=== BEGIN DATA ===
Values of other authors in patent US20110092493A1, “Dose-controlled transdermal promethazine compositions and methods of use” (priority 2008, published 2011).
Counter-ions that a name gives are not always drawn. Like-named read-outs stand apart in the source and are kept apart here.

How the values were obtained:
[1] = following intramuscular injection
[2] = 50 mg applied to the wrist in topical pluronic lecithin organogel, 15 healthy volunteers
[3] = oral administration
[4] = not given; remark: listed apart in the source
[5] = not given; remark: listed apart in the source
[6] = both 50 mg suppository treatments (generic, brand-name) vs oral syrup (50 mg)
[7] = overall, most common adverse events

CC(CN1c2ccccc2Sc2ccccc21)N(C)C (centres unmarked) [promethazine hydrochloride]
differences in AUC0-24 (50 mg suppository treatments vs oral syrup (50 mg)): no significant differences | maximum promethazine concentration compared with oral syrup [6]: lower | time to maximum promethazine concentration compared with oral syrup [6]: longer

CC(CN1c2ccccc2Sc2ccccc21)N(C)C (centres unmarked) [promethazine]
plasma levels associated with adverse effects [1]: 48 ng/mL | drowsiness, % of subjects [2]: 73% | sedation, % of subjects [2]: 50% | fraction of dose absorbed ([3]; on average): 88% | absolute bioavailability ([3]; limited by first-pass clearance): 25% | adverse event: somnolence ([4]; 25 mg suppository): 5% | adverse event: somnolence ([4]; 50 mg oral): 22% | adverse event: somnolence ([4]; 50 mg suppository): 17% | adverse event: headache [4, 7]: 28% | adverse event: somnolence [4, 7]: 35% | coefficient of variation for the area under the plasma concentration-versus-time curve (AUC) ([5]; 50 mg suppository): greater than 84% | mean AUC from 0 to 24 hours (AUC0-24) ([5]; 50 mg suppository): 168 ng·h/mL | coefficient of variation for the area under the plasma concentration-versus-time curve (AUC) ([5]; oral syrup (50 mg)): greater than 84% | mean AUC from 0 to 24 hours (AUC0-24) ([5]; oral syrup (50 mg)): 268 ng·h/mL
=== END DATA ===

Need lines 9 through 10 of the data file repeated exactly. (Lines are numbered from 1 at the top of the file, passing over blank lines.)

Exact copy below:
[6] = both 50 mg suppository treatments (generic, brand-name) vs oral syrup (50 mg)
[7] = overall, most common adverse events